Divorce Versus Annulment: It Makes a Big Difference on Your Tax Return

Feb 4th 2015
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Imagine a cozy household of three: just Brad Pitt, Angelina Jolie, and the friendly tax man. Fact is, whether Brad, Angelina, Jennifer, or anyone else is hooking up, breaking up, or something in between, the odds and ends of their relationships are grist for the IRS mill.

Consider, for example, the splashy wedding of reality star Kim Kardashian to former New Jersey Nets basketball player Kris Humphries. They wed on August 20, 2011. Seventy-two days later, Kim filed for divorce. Kris countered by seeking an annulment.

The dif­ference between a divorce and an annulment isn’t a difference without a distinction. The courts grant a divorce to mark the end of a marriage that was valid when entered into, whereas they grant an annulment to end a marriage that was void or voidable. A marriage is void when it legally couldn’t have taken place, such as when one of the parties was under the age of consent at the time of the marriage or already married. Voidable is legalese for incapable of consenting, as when one of the parties was intoxicated or the victim of behavior like duress, coercion, or force.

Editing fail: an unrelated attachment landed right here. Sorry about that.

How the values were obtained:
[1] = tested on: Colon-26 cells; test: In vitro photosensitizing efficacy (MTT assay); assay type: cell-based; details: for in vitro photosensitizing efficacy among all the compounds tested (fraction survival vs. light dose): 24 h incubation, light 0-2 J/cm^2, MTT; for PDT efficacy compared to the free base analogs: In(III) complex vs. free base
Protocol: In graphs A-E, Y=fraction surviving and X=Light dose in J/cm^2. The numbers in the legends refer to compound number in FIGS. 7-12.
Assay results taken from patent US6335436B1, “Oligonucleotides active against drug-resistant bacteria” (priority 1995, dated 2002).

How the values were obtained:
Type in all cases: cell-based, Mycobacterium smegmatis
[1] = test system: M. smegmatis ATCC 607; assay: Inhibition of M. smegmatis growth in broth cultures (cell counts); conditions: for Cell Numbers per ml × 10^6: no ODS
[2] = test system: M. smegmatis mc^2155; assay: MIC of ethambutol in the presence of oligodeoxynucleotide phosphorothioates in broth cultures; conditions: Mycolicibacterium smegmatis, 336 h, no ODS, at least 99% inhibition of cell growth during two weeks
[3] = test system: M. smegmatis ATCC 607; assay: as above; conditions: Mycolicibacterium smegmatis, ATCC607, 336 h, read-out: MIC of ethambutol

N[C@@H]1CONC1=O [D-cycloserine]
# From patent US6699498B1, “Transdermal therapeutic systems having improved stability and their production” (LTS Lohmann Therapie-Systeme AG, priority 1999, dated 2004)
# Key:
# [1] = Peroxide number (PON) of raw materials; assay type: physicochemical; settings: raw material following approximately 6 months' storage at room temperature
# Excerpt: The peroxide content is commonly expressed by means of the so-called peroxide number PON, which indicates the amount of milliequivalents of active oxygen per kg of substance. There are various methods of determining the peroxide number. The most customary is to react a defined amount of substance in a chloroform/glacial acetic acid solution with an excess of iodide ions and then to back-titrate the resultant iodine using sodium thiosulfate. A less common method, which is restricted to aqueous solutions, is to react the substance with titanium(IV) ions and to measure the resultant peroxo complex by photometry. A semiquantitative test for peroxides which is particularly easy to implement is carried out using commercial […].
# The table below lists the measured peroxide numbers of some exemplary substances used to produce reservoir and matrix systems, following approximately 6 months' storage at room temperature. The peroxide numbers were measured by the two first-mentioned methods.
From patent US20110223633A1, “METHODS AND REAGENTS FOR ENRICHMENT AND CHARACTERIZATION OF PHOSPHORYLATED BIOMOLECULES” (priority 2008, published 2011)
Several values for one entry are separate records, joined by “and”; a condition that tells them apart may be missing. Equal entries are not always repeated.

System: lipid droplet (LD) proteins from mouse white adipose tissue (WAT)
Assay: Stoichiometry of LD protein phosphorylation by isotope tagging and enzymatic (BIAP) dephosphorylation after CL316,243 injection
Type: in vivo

To a couple interested only in the fastest way to untie the knot, the question may seem to be an unimportant technicality. Those watchful souls at the IRS, however, think that there’s an important difference when Form 1040 time rolls around. According to Revenue Ruling 76-255, if an annulment is retroactive, the couple was never married. Result: they had no right to file joint returns.

An example: John and Mary married in 2012, filed jointly for that year, and had their marriage annulled after the filing deadline. Because their marriage was declared null and void from its very inception by the annulment decree, they’re considered to be unmarried at the end of 2012. Consequently, as an unmarried couple, they were ineligible to file jointly. The IRS requires John and Mary to “undo” their joint return by the filing of amended returns as unmarried filers. That can mean they get dunned for additional taxes.

Normally, the IRS doesn’t allow people who file joint returns to change their filing status and switch to separate returns once the filing deadline of April 15 has passed. Revenue Ruling 76-255 deals with the rare circumstance in which joint filers can switch to separate returns. This ruling involved only a one-year marriage. Nevertheless, the theory would presumably apply regardless of the marriage's length. On the plus side, refunds may be available to couples whose marriages were annulled and who would’ve paid reduced taxes as single persons.

About the author:

Julian Block writes and practices law in Larchmont, New York, and was formerly with the IRS as a special agent (criminal investigator) and an attorney. More on this topic is available from “Julian Block’s Year Round Tax Strategies,” available at


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